Attorney James Abourezk of Abourezk Law Firm needs money for research. He has been working on White Clay land issues and wrote a letter to Vice President Al Gore (this letter will soon be available at the Camp Justice web site) requesting that President Clinton rescind President Roosevelt's executive orders pertaining to White Clay. Lynn Cutler, the Indian Specialist for the White House stated "That is not going to happen." Mr. Abourezk is now trying to approach the Bush administration to rescind the orders. Tom Poor Bear, with the help of the OST, is trying to get the Native American Rights Fund legal team to help Mr. Abourezk on OST land issues.
Camp Justice organizers ask supporters to continue to show support by faxing letters of support to Camp Justice at 605-462-6518 and to local media in their area. We need help with legal fee funding for an attorney. Those maintaining Camp Justice are still in need of donations and supplies to help feed visitors, maintain the camp, buy calling cards, transportation and to continue the occupation. Several elders have moved to the camp.
Camp Justice and the weekly Walks for Justice to White Clay were established shortly after Wally Black Elk and Ron Hard Heart were brutally beaten, mutilated and found dead near the Nebraska/South Dakota border on June 8, 1999. They were last seen about 10:30pm on June 6th walking from White Clay back to Pine Ridge.
The reward for information leading to an arrest of the murderer(s) of Wally and Ron has been increased to $40,000. We are still trying to get the reward increased to $50,000. Officials refuse to release information specific to the investigation. We want to know what they are hiding and when they intend to inform us of the details or account for missing statements and leads that were made. Several family members of Ron and Wally are filing a law suit against officials for the inadequate way investigations were conducted.
Camp Justice goals are to keep the pressure on local, state and federal law enforcement, to solve the murders of Wally and Ron, to maintain a physical and spiritual presence at Camp Justice so as to ensure that no other beatings or murders occur. Camp Justice hopes to create a public awareness campaign within our tribe, the state, and on a national level regarding the issues of the disparity of justice that exists for our Lakota people. Camp Justice wants to highlight criminal activity that is occurring in White Clay; i.e. underage drinking, prostitution, assaults, deaths from drunk driving, thefts, and murders. Finally, Camp Justice wants to reclaim the town of White Clay which clearly belongs to the Oglala Oyate by treaty.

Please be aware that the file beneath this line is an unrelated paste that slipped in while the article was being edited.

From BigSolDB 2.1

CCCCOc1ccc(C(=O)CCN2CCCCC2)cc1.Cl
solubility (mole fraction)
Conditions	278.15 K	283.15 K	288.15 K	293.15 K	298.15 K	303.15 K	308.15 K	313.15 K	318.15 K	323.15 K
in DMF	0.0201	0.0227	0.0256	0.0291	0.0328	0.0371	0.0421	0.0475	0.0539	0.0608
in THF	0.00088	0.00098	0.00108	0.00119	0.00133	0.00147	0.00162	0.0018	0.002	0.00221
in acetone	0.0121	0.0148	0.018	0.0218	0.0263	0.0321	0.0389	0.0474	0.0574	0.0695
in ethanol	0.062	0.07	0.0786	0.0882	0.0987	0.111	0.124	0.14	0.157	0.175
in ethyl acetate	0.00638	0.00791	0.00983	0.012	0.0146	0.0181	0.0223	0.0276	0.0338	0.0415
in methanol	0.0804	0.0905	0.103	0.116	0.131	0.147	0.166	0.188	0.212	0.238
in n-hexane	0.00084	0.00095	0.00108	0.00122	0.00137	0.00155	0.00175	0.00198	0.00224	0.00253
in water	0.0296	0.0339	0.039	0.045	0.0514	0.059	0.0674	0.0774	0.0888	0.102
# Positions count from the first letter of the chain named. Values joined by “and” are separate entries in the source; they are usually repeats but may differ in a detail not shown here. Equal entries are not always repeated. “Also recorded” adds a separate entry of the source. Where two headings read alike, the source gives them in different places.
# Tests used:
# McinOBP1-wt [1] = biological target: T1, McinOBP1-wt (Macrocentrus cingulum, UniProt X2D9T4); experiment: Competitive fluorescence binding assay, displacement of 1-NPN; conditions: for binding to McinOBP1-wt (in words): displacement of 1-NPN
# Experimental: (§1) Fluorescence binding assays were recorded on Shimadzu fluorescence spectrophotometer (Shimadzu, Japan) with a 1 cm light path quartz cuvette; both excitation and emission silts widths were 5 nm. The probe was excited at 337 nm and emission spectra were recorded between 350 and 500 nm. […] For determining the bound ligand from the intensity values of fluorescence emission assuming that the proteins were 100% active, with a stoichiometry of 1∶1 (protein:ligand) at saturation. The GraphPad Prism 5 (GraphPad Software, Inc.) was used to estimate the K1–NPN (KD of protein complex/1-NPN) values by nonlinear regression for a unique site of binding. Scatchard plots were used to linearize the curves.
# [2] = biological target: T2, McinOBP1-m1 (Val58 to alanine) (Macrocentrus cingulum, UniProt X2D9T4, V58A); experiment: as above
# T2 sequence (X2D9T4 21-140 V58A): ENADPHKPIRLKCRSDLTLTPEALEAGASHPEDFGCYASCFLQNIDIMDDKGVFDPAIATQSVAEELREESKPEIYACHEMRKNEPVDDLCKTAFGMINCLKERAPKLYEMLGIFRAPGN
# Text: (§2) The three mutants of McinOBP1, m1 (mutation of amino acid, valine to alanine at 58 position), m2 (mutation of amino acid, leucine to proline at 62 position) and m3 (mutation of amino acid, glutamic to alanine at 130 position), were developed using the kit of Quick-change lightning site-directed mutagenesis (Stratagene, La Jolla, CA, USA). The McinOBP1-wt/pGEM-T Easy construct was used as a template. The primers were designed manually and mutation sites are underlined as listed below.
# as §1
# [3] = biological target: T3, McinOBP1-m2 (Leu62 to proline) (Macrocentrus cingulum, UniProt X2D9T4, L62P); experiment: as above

Camp Justice organizers wish to thank all the supporters who came to Amherst, Mass. to help raise funds to continue our advocacy efforts. It has been reported to us that $1,300 was raised and given to organizer Loren Black Elk (who maintains the camp). Loren reports funds were used for transportation and to purchase supplies for the camp. Organizers had intended to install electricity at the camp but decided to postpone installation until the ground thaws. They also used a portion of the funds to obtain supplies to keep the camp going through the harsh winter. Members of Camp Justice are now helping with the 28th Annual Wounded Knee memorial activities to be held February 24, 2001.
Camp Justice strives to work in a good way with the media and human and civil rights volunteers and organizations.
Members of Camp Justice are continuing to assist with security and support to help protect the Sacred Cannupa and the Grass Roots elders, families and visitors occupying the Red Cloud Tribal Building whose mission is to address issues of corruption in Pine Ridge and throughout the homelands.
Camp Justice will continue to stand United and Strong in our efforts to obtain the Justice and Accountability our nation deserves and expects.
In the Spirit of Human & Civil Justice,
Written and Presented on behalf of:
Camp Justice & March for Justice Lakota Oyate Organizers